Boeing, once the unchallenged aerospace star performer and the symbol of America’s technological leadership, just announced yet another delay for the delivery of the first advanced jetliner 787 “Dreamliner” (may be nobody thought at the time that the nickname might become a joke, as this new aircraft is still basically “a dream”). This new delay, piling up on many other delays, not only costs Boeing money in terms of contractual penalties; but it tarnishes the image of American industry and puts in question Boeing’s once coveted reputation of technology and know-how leader. If Boeing cannot deliver on time, while it cannot even provide a realistic estimate of what it takes to fix (admittedly complex) production and assembly problems, is it fair to wonder whether America has still got what it takes to get big projects right? Or have we lost that skill?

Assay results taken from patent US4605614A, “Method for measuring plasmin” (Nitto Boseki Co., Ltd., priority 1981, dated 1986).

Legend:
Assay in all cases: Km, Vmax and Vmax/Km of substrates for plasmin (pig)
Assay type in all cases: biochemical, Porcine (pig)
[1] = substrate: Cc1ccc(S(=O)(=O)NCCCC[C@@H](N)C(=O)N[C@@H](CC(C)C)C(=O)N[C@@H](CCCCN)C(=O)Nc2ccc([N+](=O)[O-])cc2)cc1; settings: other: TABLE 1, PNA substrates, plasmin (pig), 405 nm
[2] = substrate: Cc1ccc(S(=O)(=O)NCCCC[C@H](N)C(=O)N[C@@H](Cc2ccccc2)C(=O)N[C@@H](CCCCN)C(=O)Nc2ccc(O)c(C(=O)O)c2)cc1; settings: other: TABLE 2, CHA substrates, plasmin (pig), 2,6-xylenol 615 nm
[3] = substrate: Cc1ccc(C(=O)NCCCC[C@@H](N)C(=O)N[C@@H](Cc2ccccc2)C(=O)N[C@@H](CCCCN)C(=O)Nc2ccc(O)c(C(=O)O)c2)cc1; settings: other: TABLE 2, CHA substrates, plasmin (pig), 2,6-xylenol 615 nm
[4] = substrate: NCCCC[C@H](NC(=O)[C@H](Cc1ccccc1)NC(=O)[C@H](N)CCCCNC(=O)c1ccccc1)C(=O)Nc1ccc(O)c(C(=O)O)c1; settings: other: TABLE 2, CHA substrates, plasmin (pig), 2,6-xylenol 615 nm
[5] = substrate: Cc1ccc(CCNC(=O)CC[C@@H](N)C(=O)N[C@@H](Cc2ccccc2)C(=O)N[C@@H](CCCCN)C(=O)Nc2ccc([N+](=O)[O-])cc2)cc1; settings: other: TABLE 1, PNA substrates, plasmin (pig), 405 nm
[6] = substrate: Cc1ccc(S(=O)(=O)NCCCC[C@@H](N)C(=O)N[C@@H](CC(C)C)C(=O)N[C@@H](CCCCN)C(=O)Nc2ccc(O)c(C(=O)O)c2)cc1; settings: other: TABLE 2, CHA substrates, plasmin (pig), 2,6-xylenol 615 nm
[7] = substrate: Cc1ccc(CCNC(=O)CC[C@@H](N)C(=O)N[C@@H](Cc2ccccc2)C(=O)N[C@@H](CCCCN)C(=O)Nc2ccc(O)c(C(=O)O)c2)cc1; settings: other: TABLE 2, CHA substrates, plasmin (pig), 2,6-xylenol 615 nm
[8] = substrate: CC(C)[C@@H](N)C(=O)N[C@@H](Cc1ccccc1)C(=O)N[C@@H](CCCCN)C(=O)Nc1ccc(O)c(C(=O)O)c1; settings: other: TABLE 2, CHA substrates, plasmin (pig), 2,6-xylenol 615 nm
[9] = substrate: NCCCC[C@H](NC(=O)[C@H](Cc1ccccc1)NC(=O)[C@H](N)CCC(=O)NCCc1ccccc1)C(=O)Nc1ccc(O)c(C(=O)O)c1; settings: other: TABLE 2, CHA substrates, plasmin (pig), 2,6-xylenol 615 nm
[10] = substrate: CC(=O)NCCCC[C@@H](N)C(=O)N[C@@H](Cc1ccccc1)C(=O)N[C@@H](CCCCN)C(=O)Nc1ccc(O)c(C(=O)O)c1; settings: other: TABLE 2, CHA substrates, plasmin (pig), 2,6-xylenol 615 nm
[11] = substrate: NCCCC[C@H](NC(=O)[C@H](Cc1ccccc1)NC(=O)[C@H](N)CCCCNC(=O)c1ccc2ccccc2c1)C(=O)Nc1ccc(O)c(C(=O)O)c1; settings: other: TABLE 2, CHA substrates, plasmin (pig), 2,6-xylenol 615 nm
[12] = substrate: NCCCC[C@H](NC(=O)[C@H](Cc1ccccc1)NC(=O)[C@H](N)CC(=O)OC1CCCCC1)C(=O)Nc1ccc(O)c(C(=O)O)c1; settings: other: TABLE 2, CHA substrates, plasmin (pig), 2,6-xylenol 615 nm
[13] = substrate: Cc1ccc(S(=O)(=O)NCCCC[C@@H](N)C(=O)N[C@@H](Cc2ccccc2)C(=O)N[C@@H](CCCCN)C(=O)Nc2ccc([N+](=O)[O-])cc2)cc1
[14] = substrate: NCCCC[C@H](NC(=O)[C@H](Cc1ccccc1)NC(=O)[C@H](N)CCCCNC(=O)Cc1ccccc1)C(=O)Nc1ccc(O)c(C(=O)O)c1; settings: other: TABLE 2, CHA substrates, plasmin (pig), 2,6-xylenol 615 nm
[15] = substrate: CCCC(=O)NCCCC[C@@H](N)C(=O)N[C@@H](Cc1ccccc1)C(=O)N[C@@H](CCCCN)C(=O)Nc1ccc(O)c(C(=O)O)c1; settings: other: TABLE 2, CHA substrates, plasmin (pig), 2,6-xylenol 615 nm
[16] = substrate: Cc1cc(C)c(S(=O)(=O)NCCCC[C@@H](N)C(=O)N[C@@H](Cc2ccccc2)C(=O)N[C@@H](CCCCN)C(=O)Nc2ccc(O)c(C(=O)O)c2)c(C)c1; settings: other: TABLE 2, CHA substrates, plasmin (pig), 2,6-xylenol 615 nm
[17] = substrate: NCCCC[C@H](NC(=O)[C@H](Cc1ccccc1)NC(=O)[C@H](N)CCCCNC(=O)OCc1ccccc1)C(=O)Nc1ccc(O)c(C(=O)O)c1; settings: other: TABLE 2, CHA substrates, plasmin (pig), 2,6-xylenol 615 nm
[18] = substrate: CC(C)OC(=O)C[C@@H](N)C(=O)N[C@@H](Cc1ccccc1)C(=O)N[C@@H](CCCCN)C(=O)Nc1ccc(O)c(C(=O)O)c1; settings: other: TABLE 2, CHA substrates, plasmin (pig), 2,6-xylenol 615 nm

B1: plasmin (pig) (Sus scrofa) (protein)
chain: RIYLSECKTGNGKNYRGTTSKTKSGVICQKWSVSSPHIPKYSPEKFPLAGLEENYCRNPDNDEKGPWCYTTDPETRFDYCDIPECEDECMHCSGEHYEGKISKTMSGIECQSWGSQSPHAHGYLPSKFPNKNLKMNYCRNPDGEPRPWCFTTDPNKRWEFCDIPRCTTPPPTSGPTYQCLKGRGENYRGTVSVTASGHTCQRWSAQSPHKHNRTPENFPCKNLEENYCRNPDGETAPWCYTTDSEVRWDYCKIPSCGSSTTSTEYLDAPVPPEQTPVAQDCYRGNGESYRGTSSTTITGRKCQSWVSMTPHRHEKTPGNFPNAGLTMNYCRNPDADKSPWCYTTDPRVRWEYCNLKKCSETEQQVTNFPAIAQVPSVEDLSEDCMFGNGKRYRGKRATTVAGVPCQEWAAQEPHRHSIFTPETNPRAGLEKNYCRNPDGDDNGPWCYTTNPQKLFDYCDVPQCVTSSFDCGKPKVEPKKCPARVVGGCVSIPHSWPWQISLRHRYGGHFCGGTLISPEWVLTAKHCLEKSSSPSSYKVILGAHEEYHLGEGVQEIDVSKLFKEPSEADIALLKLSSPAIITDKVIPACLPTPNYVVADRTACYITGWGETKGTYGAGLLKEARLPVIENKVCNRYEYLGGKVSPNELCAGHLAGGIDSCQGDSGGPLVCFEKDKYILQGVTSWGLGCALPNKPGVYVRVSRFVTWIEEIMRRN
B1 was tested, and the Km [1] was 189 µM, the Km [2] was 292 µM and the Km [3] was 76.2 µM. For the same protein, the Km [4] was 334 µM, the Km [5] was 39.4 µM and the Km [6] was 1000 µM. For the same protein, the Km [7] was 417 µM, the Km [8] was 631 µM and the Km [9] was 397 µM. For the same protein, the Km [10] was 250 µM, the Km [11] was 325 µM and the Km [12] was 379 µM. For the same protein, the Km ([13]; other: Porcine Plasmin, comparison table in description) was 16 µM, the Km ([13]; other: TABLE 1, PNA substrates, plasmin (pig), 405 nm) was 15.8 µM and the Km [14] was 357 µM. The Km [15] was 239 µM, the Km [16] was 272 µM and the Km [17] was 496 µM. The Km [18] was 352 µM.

Ancient air traffic control systems
On a separate note, we read that now, may be, we are going to take steps to start the modernization of our ancient (1960s vintage) air traffic control system. Note: we are about 20 years late on this, and who knows how long it will take for a total modernization to take place. And America has no high speed trains, while the rest of the world, from France to China, keeps rolling them out, thus creating alternatives to overcrowded skies.
And let’s not talk about our decrepit, chronically underfunded, infrastructure that routinely gets a “fail” grade from professional associations of civil and structural engineers. (While the federal stimulus money addressed some infrastructure projects, it was literally a drop in the ocean, compared to the monumental needs).
Very low broadband penetration
The US meanwhile chugs along being number 16, yes 16, in terms of broadband penetration in the world; while telecoms, internet providers and government regulators bicker on who should be doing what.
Energy policy: still missing